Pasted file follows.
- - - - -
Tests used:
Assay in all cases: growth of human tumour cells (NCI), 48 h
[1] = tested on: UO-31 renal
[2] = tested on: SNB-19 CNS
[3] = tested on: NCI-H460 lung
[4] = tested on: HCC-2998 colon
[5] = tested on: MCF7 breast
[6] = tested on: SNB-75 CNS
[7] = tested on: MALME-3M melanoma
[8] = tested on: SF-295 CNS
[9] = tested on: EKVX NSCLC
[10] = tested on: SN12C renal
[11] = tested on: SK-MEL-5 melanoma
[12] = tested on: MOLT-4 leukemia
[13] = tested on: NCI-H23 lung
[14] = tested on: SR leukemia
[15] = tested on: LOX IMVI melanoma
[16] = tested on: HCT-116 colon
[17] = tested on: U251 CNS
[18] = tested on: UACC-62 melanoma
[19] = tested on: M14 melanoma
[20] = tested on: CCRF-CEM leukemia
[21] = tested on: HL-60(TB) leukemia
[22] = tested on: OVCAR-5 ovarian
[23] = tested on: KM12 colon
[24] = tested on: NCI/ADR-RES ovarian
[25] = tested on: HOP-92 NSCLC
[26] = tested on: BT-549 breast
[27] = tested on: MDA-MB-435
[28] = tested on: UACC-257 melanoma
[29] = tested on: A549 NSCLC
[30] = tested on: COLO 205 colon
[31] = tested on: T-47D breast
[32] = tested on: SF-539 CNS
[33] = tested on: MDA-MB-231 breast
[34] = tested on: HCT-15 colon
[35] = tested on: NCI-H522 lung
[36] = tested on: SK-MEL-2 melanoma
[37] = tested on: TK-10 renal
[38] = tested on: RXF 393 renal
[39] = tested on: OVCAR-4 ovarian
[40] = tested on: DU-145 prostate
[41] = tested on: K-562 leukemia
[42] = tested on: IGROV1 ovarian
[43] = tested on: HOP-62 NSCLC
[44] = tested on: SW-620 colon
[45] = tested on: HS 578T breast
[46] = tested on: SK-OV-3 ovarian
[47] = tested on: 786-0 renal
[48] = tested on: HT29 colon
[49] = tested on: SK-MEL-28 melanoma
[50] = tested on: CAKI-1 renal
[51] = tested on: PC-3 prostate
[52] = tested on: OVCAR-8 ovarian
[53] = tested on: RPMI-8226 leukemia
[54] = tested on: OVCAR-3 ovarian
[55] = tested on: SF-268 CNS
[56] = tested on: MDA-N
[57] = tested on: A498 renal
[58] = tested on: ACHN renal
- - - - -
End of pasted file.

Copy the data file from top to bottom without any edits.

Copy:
Tests used:
Assay in all cases: growth of human tumour cells (NCI), 48 h
[1] = tested on: UO-31 renal
[2] = tested on: SNB-19 CNS
[3] = tested on: NCI-H460 lung
[4] = tested on: HCC-2998 colon
[5] = tested on: MCF7 breast
[6] = tested on: SNB-75 CNS
[7] = tested on: MALME-3M melanoma
[8] = tested on: SF-295 CNS
[9] = tested on: EKVX NSCLC
[10] = tested on: SN12C renal
[11] = tested on: SK-MEL-5 melanoma
[12] = tested on: MOLT-4 leukemia
[13] = tested on: NCI-H23 lung
[14] = tested on: SR leukemia
[15] = tested on: LOX IMVI melanoma
[16] = tested on: HCT-116 colon
[17] = tested on: U251 CNS
[18] = tested on: UACC-62 melanoma
[19] = tested on: M14 melanoma
[20] = tested on: CCRF-CEM leukemia
[21] = tested on: HL-60(TB) leukemia
[22] = tested on: OVCAR-5 ovarian
[23] = tested on: KM12 colon
[24] = tested on: NCI/ADR-RES ovarian
[25] = tested on: HOP-92 NSCLC
[26] = tested on: BT-549 breast
[27] = tested on: MDA-MB-435
[28] = tested on: UACC-257 melanoma
[29] = tested on: A549 NSCLC
[30] = tested on: COLO 205 colon
[31] = tested on: T-47D breast
[32] = tested on: SF-539 CNS
[33] = tested on: MDA-MB-231 breast
[34] = tested on: HCT-15 colon
[35] = tested on: NCI-H522 lung
[36] = tested on: SK-MEL-2 melanoma
[37] = tested on: TK-10 renal
[38] = tested on: RXF 393 renal
[39] = tested on: OVCAR-4 ovarian
[40] = tested on: DU-145 prostate
[41] = tested on: K-562 leukemia
[42] = tested on: IGROV1 ovarian
[43] = tested on: HOP-62 NSCLC
[44] = tested on: SW-620 colon
[45] = tested on: HS 578T breast
[46] = tested on: SK-OV-3 ovarian
[47] = tested on: 786-0 renal
[48] = tested on: HT29 colon
[49] = tested on: SK-MEL-28 melanoma
[50] = tested on: CAKI-1 renal
[51] = tested on: PC-3 prostate
[52] = tested on: OVCAR-8 ovarian
[53] = tested on: RPMI-8226 leukemia
[54] = tested on: OVCAR-3 ovarian
[55] = tested on: SF-268 CNS
[56] = tested on: MDA-N
[57] = tested on: A498 renal
[58] = tested on: ACHN renal